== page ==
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Colorado OKs SCL Health megamerger, creating one of the largest nonprofit health systems in the West

The Broomfield-based health system’s merger with Utah-based Intermountain Healthcare will create a 33-hospital, 58,000-employee chain

Saint Joseph Hospital in Denver, photographed on Oct. 22, 2019. (John Ingold, The Colorado Sun)
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Colorado-based SCL Health, which operates eight hospitals and dozens of clinics across three states, cleared the last hurdle on Thursday in its plan to merge with Utah-based Intermountain Healthcare to create one of the largest nonprofit health systems in the Western U.S.

After a review, the Colorado Attorney General’s Office issued an opinion allowing the merger to proceed, finding that the merger would not violate Colorado law. That review was limited, though, because Colorado’s Hospital Transfer Act constrains what the attorney general’s office can look at when reviewing mergers by nonprofits, which both SCL and Intermountain are.

Ultimately, the review found that the deal would meet the two requirements for nonprofit mergers: It would not change the charitable purpose of SCL Health and it would also not cause a “material amount of hospital assets” to leave the state.

But the constraints of the review mean that the attorney general’s office did not evaluate whether the merger will raise prices at SCL’s hospitals in Colorado — something past research on hospital mergers shows is a potential concern.

“We will monitor SCL Health’s hospitals in Colorado over the next five years to safeguard that their charitable purposes are maintained and Colorado communities continue to be served,” Chief Deputy Attorney General Natalie Hanlon Leh said in a statement.

Hanlon Leh oversaw the review after Attorney General Phil Weiser recused himself, citing a potential conflict of interest. Weiser’s wife is a doctor who works for SCL Health.

A sign on the exterior of Saint Joseph Hospital in Denver, which is one of the flagship hospitals in the SCL Health system. Photographed on Oct. 22, 2019. (John Ingold, The Colorado Sun)

SCL, which was founded in Kansas before moving its headquarters to Broomfield, has about 16,000 employees and owns four hospitals in Colorado, including Saint Joseph Hospital in Denver, Good Samaritan Medical Center in Lafayette, Lutheran Medical Center in Wheat Ridge, and St. Mary’s Medical Center in Grand Junction. SCL also has an affiliation agreement to operate Platte Valley Medical Center in Brighton, though Platte Valley’s ownership will not change hands as a result of the merger.

Intermountain is considerably bigger. It has about 42,000 employees and operates 25 hospitals, along with a number of clinics, in Utah, Idaho and Nevada.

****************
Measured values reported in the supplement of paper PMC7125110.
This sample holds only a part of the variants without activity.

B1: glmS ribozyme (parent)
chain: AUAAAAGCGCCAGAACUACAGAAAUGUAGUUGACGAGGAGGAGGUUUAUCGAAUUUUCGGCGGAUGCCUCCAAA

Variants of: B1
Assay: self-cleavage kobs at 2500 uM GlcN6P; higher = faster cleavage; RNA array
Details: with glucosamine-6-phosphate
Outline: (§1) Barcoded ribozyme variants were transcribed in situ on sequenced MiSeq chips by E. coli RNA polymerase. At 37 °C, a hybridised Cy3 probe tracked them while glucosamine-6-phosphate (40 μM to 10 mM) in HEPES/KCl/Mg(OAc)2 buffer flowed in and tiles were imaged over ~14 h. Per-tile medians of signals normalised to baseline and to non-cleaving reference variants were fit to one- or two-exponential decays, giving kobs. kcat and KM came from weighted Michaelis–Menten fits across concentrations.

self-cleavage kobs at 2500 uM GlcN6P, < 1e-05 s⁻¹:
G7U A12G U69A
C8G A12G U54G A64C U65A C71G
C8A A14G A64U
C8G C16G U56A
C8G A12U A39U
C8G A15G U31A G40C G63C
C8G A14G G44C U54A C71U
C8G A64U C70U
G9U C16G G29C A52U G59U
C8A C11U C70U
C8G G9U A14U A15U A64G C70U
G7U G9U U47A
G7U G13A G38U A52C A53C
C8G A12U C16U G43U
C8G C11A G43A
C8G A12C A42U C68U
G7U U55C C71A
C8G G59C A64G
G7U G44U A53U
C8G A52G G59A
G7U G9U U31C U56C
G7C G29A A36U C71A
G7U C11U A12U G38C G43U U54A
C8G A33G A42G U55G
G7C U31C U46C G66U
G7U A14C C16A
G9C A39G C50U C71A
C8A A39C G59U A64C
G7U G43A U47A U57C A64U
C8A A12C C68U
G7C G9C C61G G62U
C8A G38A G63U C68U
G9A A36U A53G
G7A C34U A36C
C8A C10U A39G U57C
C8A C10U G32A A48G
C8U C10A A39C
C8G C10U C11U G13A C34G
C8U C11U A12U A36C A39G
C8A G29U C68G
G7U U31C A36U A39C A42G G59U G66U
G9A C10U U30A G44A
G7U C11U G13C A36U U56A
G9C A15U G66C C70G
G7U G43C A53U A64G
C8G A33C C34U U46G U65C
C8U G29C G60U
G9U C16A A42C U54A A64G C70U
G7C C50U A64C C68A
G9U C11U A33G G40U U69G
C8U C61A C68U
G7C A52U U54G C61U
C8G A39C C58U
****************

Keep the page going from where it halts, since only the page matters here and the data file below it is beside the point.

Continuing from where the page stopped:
Intermountain will take the lead in the merged organization, which will operate under the Intermountain Healthcare banner, and its current CEO will retain that role and title. SCL’s hospitals will retain their names, as well as a degree of local oversight through their community boards. The attorney general’s office said it believes the hospitals “will effectively operate the same as they had pre-merger” and said the two health systems had agreed “there will be no material layoffs or downsizing.”

On Thursday, though, the head of the state’s Medicaid department raised questions about what impacts the merger will have on SCL’s prices and investments.

Kim Bimestefer, the executive director of the state Department of Health Care Policy and Financing, said SCL currently has about $3.1 billion in reserves, according to research of public filings by her department. Intermountain, she noted, has as much as $10 billion in reserves.

Kim Bimestefer (Handout)

Speaking during a virtual policy summit hosted by state health leaders, Bimestefer questioned whether some of SCL’s earnings and reserves will now start benefiting entities outside of the state.

“This is incredibly important,” she said. “Where do the earnings go? Where do the reserves go?”

She also raised concerns about the impact on prices at the SCL hospitals in Colorado.

A 2020 report by the Rand Corp., a nonpartisan think tank, looked at how much hospitals across the country charge privately insured patients relative to how much Medicare pays for the same services at those hospitals. The report found that SCL’s hospitals charge patients 187% of Medicare prices, on average. That was below the national average of 247%. The report found that Intermountain’s prices were 271% of Medicare’s.

A large body of research shows that hospital consolidation often leads to higher hospital prices, and Colorado’s hospital market has already seen a lot of mergers and acquisitions. Bimestefer said Thursday that 26 hospitals in the state were part of a hospital system in 2009. Now, there are 46.

A 2020 report on Colorado hospital consolidation by the Center for Economic and Policy Research found that consolidation “is likely the biggest driver of prices and operating margins in Colorado’s Front Range counties.”

“The clearest reason why this consolidation is happening is that hospitals want market power in order to command higher prices for their services,” the report stated.

The merger is set to become official on Friday. SCL and Intermountain are expected to comment more once they have merged operations next week.


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